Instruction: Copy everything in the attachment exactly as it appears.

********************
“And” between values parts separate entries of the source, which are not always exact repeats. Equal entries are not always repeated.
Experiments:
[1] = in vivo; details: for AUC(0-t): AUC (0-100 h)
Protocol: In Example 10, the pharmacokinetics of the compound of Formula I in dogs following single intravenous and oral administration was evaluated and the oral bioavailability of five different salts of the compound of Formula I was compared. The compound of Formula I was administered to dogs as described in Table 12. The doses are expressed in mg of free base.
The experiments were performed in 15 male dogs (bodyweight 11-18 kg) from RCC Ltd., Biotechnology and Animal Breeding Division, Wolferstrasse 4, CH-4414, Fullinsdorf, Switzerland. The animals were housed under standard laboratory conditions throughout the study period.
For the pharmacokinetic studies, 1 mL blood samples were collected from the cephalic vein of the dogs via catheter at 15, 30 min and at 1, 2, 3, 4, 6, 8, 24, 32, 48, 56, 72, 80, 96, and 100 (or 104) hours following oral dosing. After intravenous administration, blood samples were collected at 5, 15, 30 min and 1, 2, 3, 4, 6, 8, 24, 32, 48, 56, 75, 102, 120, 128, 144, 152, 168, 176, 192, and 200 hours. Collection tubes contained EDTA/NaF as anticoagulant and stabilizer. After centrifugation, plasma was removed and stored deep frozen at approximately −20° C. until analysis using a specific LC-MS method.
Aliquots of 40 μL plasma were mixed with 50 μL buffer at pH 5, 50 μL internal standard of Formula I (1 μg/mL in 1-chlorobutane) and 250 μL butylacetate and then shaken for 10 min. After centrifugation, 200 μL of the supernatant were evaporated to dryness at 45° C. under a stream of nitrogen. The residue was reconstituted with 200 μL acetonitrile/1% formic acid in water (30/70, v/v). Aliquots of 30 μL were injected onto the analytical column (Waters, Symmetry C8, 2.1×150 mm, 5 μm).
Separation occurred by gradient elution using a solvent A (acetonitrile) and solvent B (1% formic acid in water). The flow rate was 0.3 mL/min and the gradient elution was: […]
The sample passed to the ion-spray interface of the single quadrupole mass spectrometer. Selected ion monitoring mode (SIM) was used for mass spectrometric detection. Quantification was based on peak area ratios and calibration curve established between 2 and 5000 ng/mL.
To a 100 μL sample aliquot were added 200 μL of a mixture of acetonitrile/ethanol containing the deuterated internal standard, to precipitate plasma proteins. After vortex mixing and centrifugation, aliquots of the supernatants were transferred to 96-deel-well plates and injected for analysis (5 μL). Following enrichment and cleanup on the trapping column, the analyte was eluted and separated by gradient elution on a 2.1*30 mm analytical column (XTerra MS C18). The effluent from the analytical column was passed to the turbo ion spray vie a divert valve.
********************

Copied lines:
“And” between values parts separate entries of the source, which are not always exact repeats. Equal entries are not always repeated.
Experiments:
[1] = in vivo; details: for AUC(0-t): AUC (0-100 h)
Protocol: In Example 10, the pharmacokinetics of the compound of Formula I in dogs following single intravenous and oral administration was evaluated and the oral bioavailability of five different salts of the compound of Formula I was compared. The compound of Formula I was administered to dogs as described in Table 12. The doses are expressed in mg of free base.
The experiments were performed in 15 male dogs (bodyweight 11-18 kg) from RCC Ltd., Biotechnology and Animal Breeding Division, Wolferstrasse 4, CH-4414, Fullinsdorf, Switzerland. The animals were housed under standard laboratory conditions throughout the study period.
For the pharmacokinetic studies, 1 mL blood samples were collected from the cephalic vein of the dogs via catheter at 15, 30 min and at 1, 2, 3, 4, 6, 8, 24, 32, 48, 56, 72, 80, 96, and 100 (or 104) hours following oral dosing. After intravenous administration, blood samples were collected at 5, 15, 30 min and 1, 2, 3, 4, 6, 8, 24, 32, 48, 56, 75, 102, 120, 128, 144, 152, 168, 176, 192, and 200 hours. Collection tubes contained EDTA/NaF as anticoagulant and stabilizer. After centrifugation, plasma was removed and stored deep frozen at approximately −20° C. until analysis using a specific LC-MS method.
Aliquots of 40 μL plasma were mixed with 50 μL buffer at pH 5, 50 μL internal standard of Formula I (1 μg/mL in 1-chlorobutane) and 250 μL butylacetate and then shaken for 10 min. After centrifugation, 200 μL of the supernatant were evaporated to dryness at 45° C. under a stream of nitrogen. The residue was reconstituted with 200 μL acetonitrile/1% formic acid in water (30/70, v/v). Aliquots of 30 μL were injected onto the analytical column (Waters, Symmetry C8, 2.1×150 mm, 5 μm).
Separation occurred by gradient elution using a solvent A (acetonitrile) and solvent B (1% formic acid in water). The flow rate was 0.3 mL/min and the gradient elution was: […]
The sample passed to the ion-spray interface of the single quadrupole mass spectrometer. Selected ion monitoring mode (SIM) was used for mass spectrometric detection. Quantification was based on peak area ratios and calibration curve established between 2 and 5000 ng/mL.
To a 100 μL sample aliquot were added 200 μL of a mixture of acetonitrile/ethanol containing the deuterated internal standard, to precipitate plasma proteins. After vortex mixing and centrifugation, aliquots of the supernatants were transferred to 96-deel-well plates and injected for analysis (5 μL). Following enrichment and cleanup on the trapping column, the analyte was eluted and separated by gradient elution on a 2.1*30 mm analytical column (XTerra MS C18). The effluent from the analytical column was passed to the turbo ion spray vie a divert valve.